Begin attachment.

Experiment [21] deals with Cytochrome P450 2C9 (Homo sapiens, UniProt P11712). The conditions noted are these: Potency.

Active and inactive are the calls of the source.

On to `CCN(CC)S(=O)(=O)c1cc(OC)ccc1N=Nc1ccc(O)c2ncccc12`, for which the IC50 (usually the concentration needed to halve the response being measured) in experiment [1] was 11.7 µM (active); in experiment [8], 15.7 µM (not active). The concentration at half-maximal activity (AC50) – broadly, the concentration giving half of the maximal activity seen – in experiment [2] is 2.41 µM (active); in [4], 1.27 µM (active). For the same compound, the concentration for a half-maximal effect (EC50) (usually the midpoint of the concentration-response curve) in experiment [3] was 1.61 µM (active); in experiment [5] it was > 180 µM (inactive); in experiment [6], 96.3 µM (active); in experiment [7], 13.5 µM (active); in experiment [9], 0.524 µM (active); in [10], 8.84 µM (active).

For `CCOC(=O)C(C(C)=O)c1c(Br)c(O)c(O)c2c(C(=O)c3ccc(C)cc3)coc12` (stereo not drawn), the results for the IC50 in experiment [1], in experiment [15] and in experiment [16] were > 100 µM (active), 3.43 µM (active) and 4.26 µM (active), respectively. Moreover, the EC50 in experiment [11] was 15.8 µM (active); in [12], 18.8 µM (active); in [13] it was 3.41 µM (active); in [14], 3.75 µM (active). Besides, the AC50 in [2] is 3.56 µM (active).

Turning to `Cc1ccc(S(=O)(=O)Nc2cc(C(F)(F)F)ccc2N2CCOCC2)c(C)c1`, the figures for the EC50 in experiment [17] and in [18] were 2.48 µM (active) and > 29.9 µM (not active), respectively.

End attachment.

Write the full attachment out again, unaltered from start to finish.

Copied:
Experiment [21] deals with Cytochrome P450 2C9 (Homo sapiens, UniProt P11712). The conditions noted are these: Potency.

Active and inactive are the calls of the source.

On to `CCN(CC)S(=O)(=O)c1cc(OC)ccc1N=Nc1ccc(O)c2ncccc12`, for which the IC50 (usually the concentration needed to halve the response being measured) in experiment [1] was 11.7 µM (active); in experiment [8], 15.7 µM (not active). The concentration at half-maximal activity (AC50) – broadly, the concentration giving half of the maximal activity seen – in experiment [2] is 2.41 µM (active); in [4], 1.27 µM (active). For the same compound, the concentration for a half-maximal effect (EC50) (usually the midpoint of the concentration-response curve) in experiment [3] was 1.61 µM (active); in experiment [5] it was > 180 µM (inactive); in experiment [6], 96.3 µM (active); in experiment [7], 13.5 µM (active); in experiment [9], 0.524 µM (active); in [10], 8.84 µM (active).

For `CCOC(=O)C(C(C)=O)c1c(Br)c(O)c(O)c2c(C(=O)c3ccc(C)cc3)coc12` (stereo not drawn), the results for the IC50 in experiment [1], in experiment [15] and in experiment [16] were > 100 µM (active), 3.43 µM (active) and 4.26 µM (active), respectively. Moreover, the EC50 in experiment [11] was 15.8 µM (active); in [12], 18.8 µM (active); in [13] it was 3.41 µM (active); in [14], 3.75 µM (active). Besides, the AC50 in [2] is 3.56 µM (active).

Turning to `Cc1ccc(S(=O)(=O)Nc2cc(C(F)(F)F)ccc2N2CCOCC2)c(C)c1`, the figures for the EC50 in experiment [17] and in [18] were 2.48 µM (active) and > 29.9 µM (not active), respectively.